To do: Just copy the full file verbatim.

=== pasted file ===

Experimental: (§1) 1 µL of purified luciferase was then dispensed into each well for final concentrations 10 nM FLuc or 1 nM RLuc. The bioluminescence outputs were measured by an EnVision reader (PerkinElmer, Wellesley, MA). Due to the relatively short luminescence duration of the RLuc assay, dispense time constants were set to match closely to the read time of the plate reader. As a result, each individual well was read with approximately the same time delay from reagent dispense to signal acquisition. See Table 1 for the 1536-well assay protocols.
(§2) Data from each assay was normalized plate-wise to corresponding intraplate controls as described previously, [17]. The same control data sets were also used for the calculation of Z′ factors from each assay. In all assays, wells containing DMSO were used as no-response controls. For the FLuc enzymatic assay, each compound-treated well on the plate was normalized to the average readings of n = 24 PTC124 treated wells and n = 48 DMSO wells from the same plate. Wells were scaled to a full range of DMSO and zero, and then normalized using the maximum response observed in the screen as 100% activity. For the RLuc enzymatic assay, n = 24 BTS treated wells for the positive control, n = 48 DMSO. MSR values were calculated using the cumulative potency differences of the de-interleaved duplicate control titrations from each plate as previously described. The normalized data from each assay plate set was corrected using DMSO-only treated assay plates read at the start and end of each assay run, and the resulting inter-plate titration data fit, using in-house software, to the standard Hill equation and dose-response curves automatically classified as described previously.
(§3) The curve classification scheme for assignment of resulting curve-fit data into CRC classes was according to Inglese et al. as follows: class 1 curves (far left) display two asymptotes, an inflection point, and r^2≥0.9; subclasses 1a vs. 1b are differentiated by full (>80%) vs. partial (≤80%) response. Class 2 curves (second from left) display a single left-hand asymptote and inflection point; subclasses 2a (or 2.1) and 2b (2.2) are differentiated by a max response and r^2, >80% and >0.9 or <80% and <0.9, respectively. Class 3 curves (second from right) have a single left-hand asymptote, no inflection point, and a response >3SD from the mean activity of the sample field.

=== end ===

Experimental: (§1) 1 µL of purified luciferase was then dispensed into each well for final concentrations 10 nM FLuc or 1 nM RLuc. The bioluminescence outputs were measured by an EnVision reader (PerkinElmer, Wellesley, MA). Due to the relatively short luminescence duration of the RLuc assay, dispense time constants were set to match closely to the read time of the plate reader. As a result, each individual well was read with approximately the same time delay from reagent dispense to signal acquisition. See Table 1 for the 1536-well assay protocols.
(§2) Data from each assay was normalized plate-wise to corresponding intraplate controls as described previously, [17]. The same control data sets were also used for the calculation of Z′ factors from each assay. In all assays, wells containing DMSO were used as no-response controls. For the FLuc enzymatic assay, each compound-treated well on the plate was normalized to the average readings of n = 24 PTC124 treated wells and n = 48 DMSO wells from the same plate. Wells were scaled to a full range of DMSO and zero, and then normalized using the maximum response observed in the screen as 100% activity. For the RLuc enzymatic assay, n = 24 BTS treated wells for the positive control, n = 48 DMSO. MSR values were calculated using the cumulative potency differences of the de-interleaved duplicate control titrations from each plate as previously described. The normalized data from each assay plate set was corrected using DMSO-only treated assay plates read at the start and end of each assay run, and the resulting inter-plate titration data fit, using in-house software, to the standard Hill equation and dose-response curves automatically classified as described previously.
(§3) The curve classification scheme for assignment of resulting curve-fit data into CRC classes was according to Inglese et al. as follows: class 1 curves (far left) display two asymptotes, an inflection point, and r^2≥0.9; subclasses 1a vs. 1b are differentiated by full (>80%) vs. partial (≤80%) response. Class 2 curves (second from left) display a single left-hand asymptote and inflection point; subclasses 2a (or 2.1) and 2b (2.2) are differentiated by a max response and r^2, >80% and >0.9 or <80% and <0.9, respectively. Class 3 curves (second from right) have a single left-hand asymptote, no inflection point, and a response >3SD from the mean activity of the sample field.